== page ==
Govt, media blamed for
bombers' martyrdom

Thousands of people packed the burial processions of the three Bali bombers amid tight security Sunday, with critics slamming the government for allowing public sympathy for the executed terrorists to boil over.

The executions of Amrozi and his brother Ali Ghufron, alias Mukhlas, and Imam Samudra were carried out after a series of delays that gave militants the opportunity to publicly voice their sympathy and stage rallies in support of the men.

The Indonesian Ulema Council (MUI), the country's largest Muslim organization, denounced the three bombers as nothing but terrorists.

"They didn't die as syuhada (martyrs). Those who kill others can never die as martyrs unless they are at war in the name of religion. But we are not at war so we must not kill others," said MUI chairman Umar Shihab.

Critics blamed the increased support for the three terrorists on the government's months of indecisiveness, sympathetic media coverage and politicizing of the issue by certain groups.

"It's all the government's fault. First, it announced it would execute the three men soon, but then delayed it several times, allowing for wide media exposure that played up these men's toughness and persistence," said political expert Fachry Ali.

The time given by the government, he went on, allowed TV stations, which viewed the upcoming executions as a highly profitable event, to broadcast details of the bombers' activities and opinions -- including their rejection of government help, their isolation cells, and their books -- for weeks on a hourly basis.

This garnered sympathy not only from Muslim radicals but also from those who had initially denounced them, Fachry added.

"And the government remained silent and made no counter arguments against such arousals of sympathy for the bombers. The most dangerous impact is it allowed massive mobilization of people to their burial sites and once again invited huge TV coverage for them," he said.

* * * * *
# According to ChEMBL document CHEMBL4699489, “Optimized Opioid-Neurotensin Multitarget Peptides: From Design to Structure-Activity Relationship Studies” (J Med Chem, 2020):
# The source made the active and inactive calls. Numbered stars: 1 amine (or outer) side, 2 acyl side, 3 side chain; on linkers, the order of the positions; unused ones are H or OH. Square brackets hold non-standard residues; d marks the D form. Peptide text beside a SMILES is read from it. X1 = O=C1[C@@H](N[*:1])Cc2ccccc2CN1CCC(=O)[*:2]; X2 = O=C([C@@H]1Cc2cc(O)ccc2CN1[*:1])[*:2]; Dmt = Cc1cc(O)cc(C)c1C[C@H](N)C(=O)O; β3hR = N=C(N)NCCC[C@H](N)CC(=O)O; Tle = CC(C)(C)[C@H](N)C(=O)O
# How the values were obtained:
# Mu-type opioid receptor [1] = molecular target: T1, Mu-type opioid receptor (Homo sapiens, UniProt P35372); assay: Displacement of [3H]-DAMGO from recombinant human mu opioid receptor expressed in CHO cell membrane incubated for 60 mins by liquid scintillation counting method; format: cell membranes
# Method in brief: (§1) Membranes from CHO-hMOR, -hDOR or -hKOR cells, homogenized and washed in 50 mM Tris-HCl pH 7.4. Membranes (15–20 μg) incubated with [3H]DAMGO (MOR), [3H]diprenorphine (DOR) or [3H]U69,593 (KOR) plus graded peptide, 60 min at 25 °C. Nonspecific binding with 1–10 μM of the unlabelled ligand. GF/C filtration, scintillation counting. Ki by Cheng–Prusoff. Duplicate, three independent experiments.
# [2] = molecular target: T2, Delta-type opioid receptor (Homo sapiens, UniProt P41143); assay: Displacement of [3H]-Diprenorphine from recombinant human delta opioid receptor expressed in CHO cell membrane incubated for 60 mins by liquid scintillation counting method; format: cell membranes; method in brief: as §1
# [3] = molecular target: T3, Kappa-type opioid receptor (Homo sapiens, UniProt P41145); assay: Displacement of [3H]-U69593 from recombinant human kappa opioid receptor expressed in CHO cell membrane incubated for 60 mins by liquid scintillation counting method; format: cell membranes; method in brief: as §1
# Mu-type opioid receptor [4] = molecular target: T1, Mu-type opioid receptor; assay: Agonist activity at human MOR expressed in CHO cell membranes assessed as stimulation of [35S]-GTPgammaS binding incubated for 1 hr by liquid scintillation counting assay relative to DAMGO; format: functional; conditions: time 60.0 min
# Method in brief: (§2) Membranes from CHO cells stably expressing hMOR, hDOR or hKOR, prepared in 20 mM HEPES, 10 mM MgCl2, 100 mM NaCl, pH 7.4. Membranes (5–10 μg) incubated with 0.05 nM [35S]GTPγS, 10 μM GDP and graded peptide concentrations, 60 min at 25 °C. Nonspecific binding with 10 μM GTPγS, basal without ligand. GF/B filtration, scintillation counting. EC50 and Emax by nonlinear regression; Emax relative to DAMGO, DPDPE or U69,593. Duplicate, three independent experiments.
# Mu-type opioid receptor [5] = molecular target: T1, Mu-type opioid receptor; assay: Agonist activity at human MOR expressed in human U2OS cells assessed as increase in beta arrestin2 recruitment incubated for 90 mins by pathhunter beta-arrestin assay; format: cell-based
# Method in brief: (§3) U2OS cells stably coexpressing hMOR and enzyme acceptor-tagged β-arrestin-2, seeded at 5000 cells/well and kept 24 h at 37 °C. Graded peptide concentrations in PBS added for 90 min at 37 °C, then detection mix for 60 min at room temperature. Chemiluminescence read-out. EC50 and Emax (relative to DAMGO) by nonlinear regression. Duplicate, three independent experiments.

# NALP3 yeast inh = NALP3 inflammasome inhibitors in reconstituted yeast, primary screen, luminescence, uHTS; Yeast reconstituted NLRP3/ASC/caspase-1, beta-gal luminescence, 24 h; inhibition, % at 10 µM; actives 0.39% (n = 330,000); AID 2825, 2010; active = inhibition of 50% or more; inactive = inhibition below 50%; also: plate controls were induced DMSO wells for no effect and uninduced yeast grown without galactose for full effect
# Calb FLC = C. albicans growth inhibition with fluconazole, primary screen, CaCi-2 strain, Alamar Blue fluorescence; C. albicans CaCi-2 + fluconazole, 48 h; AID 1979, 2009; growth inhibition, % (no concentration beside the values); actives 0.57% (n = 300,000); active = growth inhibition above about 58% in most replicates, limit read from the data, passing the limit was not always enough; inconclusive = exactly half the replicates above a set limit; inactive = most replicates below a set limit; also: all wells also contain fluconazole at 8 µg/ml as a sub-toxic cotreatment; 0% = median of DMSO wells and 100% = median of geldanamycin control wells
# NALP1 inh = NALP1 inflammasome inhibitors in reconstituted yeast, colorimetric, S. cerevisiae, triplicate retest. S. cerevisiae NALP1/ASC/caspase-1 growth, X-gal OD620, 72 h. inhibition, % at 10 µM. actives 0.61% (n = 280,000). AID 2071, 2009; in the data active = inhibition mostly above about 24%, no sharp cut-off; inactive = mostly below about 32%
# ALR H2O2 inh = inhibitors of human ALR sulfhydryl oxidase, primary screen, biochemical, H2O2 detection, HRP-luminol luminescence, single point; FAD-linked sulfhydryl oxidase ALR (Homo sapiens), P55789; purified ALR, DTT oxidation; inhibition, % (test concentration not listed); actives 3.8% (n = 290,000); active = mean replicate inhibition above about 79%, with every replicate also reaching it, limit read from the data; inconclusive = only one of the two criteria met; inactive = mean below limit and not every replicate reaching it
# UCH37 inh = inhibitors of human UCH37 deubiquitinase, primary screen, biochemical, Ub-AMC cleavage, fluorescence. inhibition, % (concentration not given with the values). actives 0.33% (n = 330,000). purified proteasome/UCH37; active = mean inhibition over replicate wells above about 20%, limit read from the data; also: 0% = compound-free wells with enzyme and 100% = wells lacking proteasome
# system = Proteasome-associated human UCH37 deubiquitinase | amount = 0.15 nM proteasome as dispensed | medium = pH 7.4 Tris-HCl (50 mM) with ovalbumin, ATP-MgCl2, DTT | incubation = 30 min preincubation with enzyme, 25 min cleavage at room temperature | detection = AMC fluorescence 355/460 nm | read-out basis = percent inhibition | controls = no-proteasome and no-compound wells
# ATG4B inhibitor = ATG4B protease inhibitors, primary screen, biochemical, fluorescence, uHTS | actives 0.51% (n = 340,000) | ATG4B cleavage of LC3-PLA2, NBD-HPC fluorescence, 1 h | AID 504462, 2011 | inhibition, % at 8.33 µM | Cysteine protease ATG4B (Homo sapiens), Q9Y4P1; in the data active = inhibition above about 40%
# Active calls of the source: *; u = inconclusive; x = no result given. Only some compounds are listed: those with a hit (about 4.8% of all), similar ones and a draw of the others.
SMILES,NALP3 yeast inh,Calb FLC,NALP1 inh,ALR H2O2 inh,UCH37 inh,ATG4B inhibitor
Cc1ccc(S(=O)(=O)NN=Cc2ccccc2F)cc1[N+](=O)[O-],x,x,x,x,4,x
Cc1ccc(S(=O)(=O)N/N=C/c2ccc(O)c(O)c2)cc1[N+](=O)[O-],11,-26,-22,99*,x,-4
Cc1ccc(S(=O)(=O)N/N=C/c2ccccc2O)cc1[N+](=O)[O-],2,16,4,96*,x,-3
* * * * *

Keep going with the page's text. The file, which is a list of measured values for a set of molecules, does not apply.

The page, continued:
Setara Institute director Hendardi blasted the executions as mere politicking, saying it was a stunt to show off President Susilo Bambang Yudhoyono's tough stance against terrorism.

"But the aftermath of the executions proves otherwise -- rather than acting as a deterrent against terrorist attacks, it instead creates sympathy," he said.

Amrozi, 47, Mukhlas, 48, and Imam Samudra, 38, were executed by firing squad shortly after midnight early Sunday near their prison on Nusakambangan Island for their roles in the 2002 Bali bombings that killed 202 people, including 88 Australians.

The terrorists refused to be blindfolded before being shot, and cooperated fully with the firing squads, said Attorney General's Office spokesman Jasman Panjaitan.

"They were very cooperative and did not resistance at all. The families were also cooperative and sincere," he said.

A crowd burst into tears and shouts of "Allahu Akbar!" (God is great) at the sight of two black crows over Tenggulun village in Lamongan, East Java as a helicopter carrying the bodies of Amrozi and Mukhlas landed in a nearby field. Many there believed the birds were "sent from heaven to take the men's souls".

"God is great, God is great! God is showing his greatness. I'm so happy," a supporter, sobbing uncontrollably at the sight of the birds, was quoted as screaming by AFP.

Similar religious fervor and grief were on show in Imam Samudra's hometown of Serang, Banten.

Additional reporting by Agus Maryono in Cilacap and Indra Harsaputra in Tenggulun


A detailed account of how the bombers were executed

Wednesday, November 5: the three convicted bombers are informed they will be executed within three days.

Friday, November 7: The bombers are put in isolation cells.

Sunday, November 9, 12:15 am: After being tied to posts and offered blindfolds, which they refuse, the bombers are shot in their hearts by police firing squads.

1:00 am: The men's bodies are brought to a clinic for autopsies, after being declared dead at the execution site.

5:45 am: Prosecutors hand the bodies over to helicopter crews to deliver them to their home villages in East Java and Banten.

Source: Attorney General's Office

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